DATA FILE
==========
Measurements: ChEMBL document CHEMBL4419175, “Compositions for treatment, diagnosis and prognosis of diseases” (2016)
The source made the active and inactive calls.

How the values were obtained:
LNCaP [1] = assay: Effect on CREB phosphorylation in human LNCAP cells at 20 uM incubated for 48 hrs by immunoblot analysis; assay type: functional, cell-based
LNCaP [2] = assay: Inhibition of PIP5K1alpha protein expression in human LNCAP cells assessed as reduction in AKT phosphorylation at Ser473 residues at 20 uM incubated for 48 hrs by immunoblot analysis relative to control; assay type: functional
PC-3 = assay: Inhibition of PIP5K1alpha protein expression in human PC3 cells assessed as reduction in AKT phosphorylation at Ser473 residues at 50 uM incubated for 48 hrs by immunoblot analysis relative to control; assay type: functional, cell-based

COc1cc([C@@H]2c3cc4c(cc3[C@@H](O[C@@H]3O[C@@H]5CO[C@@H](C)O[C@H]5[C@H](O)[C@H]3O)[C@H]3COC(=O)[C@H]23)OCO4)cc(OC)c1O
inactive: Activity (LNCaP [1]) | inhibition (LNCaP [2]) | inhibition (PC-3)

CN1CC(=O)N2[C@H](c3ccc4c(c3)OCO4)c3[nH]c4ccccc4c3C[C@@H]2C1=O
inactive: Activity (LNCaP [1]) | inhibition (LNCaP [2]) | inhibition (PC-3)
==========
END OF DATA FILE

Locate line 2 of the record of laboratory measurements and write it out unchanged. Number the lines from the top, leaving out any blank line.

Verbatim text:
The source made the active and inactive calls.